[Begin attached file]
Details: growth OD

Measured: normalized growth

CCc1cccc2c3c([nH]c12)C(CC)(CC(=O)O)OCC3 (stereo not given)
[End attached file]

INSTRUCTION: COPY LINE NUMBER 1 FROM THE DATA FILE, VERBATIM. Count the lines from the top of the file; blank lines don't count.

Details: growth OD